Jean Ciampi

Jean Ciampi

Jean Ciampi is a playwright, columnist, Dramatists Guild of America member, scuba diver, actress, baseball fan, director, Texan, Jesus lover and cilantro hater. With the continued demise of a certain virus that will not be named, she also plans to play roller derby and use her passport more. Her first play, “Potato Gumbo,” written while living in Saudi Arabia, won the Robert J. Pickering Award for Playwriting...
Jean Ciampi is a playwright, columnist, Dramatists Guild of America member, scuba diver, actress, baseball fan, director, Texan, Jesus lover and cilantro hater. With the continued demise of a certain virus that will not be named, she also plans to play roller derby and use her passport more. Her first play, “Potato Gumbo,” written while living in Saudi Arabia, won the Robert J. Pickering Award for Playwriting Excellence but did not win the Pulitzer Prize for Drama. She still has sour grapes with “Hamilton” about that. Jean uses her super powers for conjugating verbs to write magazine features, corporate communications, and a snarky blog. Until recently, you could find her in Michigan complaining about the cold, although she has thankfully been repatriated to Texas.

Plays

  • Devil in the Details
    “It’s not like there’s a Hallmark card reminding us that Satanic Appreciation Week is coming up.”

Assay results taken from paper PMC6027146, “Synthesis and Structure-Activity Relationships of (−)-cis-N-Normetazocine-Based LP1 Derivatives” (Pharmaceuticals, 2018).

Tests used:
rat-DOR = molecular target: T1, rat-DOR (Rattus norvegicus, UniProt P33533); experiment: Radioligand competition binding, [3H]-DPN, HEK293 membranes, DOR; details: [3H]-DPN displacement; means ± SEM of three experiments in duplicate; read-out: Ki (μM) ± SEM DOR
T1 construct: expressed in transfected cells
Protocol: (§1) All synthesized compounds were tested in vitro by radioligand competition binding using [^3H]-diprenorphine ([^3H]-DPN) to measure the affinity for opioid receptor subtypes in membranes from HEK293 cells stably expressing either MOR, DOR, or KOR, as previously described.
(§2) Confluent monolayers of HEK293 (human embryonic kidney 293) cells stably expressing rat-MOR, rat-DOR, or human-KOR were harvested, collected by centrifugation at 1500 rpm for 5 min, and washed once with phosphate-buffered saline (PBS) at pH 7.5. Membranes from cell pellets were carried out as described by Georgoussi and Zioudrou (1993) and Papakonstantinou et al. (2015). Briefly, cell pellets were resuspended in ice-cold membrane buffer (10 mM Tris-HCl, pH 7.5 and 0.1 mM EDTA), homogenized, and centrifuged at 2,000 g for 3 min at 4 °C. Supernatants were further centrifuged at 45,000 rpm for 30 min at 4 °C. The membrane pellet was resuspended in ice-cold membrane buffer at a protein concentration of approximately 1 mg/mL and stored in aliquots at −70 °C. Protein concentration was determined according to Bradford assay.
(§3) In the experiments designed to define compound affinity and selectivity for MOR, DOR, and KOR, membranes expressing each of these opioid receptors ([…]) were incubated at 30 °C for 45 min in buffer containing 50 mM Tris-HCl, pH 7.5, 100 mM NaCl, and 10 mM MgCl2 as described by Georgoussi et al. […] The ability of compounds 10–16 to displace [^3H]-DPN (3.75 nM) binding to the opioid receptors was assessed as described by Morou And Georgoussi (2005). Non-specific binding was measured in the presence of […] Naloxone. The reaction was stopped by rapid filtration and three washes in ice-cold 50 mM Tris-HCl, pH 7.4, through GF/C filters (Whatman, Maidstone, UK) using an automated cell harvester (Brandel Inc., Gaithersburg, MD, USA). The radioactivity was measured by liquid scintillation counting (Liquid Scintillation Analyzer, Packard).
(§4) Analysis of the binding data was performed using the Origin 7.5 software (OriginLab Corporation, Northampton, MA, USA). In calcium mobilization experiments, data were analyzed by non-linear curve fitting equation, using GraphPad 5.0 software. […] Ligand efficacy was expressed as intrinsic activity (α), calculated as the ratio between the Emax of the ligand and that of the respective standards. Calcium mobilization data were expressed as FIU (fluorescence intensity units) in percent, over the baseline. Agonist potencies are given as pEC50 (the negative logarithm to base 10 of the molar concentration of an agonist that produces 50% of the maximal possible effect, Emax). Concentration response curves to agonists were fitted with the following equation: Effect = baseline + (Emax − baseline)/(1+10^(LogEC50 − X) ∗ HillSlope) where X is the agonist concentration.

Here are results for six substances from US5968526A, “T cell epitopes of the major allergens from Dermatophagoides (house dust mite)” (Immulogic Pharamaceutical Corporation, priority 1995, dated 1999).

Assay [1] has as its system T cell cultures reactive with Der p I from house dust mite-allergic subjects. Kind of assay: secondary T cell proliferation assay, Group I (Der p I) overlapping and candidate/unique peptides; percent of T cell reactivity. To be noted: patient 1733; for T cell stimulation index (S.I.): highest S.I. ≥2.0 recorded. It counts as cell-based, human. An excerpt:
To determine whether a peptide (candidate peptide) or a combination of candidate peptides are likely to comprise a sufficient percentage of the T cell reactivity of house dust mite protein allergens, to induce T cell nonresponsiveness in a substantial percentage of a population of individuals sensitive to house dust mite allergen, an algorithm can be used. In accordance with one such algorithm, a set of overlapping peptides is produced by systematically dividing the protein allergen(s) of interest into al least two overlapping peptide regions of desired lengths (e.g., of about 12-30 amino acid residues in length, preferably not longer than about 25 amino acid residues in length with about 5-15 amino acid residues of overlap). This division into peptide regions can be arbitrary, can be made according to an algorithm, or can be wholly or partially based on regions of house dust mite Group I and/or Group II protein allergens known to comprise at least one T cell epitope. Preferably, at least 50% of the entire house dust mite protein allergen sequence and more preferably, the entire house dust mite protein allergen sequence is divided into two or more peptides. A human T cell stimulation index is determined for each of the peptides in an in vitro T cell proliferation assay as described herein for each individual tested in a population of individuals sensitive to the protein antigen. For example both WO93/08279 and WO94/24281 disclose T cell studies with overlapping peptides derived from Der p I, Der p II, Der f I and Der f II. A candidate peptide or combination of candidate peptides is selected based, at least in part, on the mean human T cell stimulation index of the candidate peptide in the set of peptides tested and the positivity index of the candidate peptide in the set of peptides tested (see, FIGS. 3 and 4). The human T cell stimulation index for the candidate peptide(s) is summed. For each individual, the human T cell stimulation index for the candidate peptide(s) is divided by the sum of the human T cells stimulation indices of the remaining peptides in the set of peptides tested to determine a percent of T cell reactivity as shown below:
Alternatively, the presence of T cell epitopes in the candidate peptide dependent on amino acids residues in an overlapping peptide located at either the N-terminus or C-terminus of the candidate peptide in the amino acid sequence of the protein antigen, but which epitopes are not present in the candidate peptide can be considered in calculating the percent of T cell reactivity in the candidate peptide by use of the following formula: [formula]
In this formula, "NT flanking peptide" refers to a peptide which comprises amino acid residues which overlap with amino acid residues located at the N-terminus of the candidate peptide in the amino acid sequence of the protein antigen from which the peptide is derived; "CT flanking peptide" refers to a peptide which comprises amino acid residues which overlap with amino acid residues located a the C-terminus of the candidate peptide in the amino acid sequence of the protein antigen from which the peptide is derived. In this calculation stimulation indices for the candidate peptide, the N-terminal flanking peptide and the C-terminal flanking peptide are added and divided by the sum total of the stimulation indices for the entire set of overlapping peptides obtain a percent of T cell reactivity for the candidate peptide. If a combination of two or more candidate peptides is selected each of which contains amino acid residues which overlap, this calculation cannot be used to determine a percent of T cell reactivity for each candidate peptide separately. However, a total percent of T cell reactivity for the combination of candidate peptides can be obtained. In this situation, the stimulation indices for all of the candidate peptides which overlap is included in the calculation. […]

After a Supreme Court ruling has granted the right, Satan wants to submit an application to fly a flag over Boston’s City Hall Plaza in celebration of Satanic Appreciation Week. Has he met his match, though, in government employee Brenda and been sent to bureaucracy hell?
  • 8 Floors and Counting
    Zero vacation days and you haven’t earned any dead days yet.

    Tyler has plummeted 8 floors in the elevator. When the doors open, he encounters a saucy and sultry Lucy, who is hell-bent on showing him how far he has really fallen, and Gabe, who doesn’t have much of a prayer for building the counter-case. Will Tyler roast? Is Gabe barking up the wrong tree? The answer comes in a comic turn-of-events...
    Zero vacation days and you haven’t earned any dead days yet.

    Tyler has plummeted 8 floors in the elevator. When the doors open, he encounters a saucy and sultry Lucy, who is hell-bent on showing him how far he has really fallen, and Gabe, who doesn’t have much of a prayer for building the counter-case. Will Tyler roast? Is Gabe barking up the wrong tree? The answer comes in a comic turn-of-events in this snappy 10-minute play where actors must quickly create multiple characters.
  • The Bold and Bob
    ~ “A colonoscopy isn’t the worst thing that can happen to a man.” ~

    “Bob-O”, a high school teacher with the spine of a jellyfish, returns to Normal, Illinois to find that nothing is normal anymore after the sudden passing of his mother, Mariam O’Kineski. Forced to face up to the responsibilities of planning her funeral, he must navigate an outlandish cast of characters that include the Vietnam...
    ~ “A colonoscopy isn’t the worst thing that can happen to a man.” ~